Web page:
There’s a hyperactive mind at work on Buggles’ second album.
Chris Roberts 2010-04-16
Video Killed the Radio Star is a ‘classic’ notable as much for announcing the dawn of the 80s as for its electro-pop then-novelty. The first video to be shown on MTV, it was somehow both arch, ironic commentator on that decade’s follies and triumphs and soul-squashing spawn of Satan responsible for the death of imagination. So (The) Buggles lay claim to a peculiar role in history.
With the world at their feet, Trevor Horn and Geoff Downes let Buggles lie fallow and joined, of all people, prog-rock giants Yes, rebooting them with mixed results. With that achieved, Horn recorded a second Buggles album (Downes left to form Asia), and that commercial flop is now available on CD for the first time, with ten seriously interesting bonus tracks. After this, Horn accepted that his talents lay in producing rather than fronting, and went on to define the decade with ABC, Frankie Goes to Hollywood, Malcolm McLaren et al. He nurtures top-level names, and also Robbie Williams, to this day.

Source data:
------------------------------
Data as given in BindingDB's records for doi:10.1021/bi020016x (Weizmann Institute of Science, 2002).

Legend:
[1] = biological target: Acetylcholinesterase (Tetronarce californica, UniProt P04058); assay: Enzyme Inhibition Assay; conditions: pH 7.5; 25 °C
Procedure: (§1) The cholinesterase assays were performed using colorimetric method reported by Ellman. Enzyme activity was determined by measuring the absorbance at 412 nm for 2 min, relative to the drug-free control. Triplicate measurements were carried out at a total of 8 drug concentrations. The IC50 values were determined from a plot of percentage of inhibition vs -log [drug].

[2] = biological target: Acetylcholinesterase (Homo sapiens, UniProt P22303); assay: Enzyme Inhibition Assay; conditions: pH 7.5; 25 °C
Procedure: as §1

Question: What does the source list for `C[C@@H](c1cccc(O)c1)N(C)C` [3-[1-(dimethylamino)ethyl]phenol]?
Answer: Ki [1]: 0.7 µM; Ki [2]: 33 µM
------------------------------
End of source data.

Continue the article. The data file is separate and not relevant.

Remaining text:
The title says it all: Horn is more intrigued by the possibilities of the studio than the song. It sounds paltry and tinny in places, his experiments now dated. In other sections, his courage remains audible and impressive, as tracks skitter from pompous sampled dramatics to wonderfully impish mock-jazz sections. There’s a hyperactive mind at work, but this is where he worked out his kinks, honed his mad skills.
There’s dazzling range to Vermillion Sands which makes Bohemian Rhapsody resemble T.V. Eye, while Beatnik and On TV take the bustling 1970s brains of 10cc and use them as Play-Doh for Horn’s desk of tricks. Schizophrenia rules: he was to re-mould Videotheque for his puppets Dollar, while We Can Fly From Here was first written for Yes. The vocals are weedy (next to Horn, a robot is Aretha), but that just adds to the intentional Ballard-ian froideur. This brand of Buggles sound(ed) both mischievous and stately, inquisitive yet portentous.
Buggles were just one finger on Trevor Horn’s wizard-hands. He learned warmth, and became chief enabler for some peerlessly smart pop. This is his sketch-book.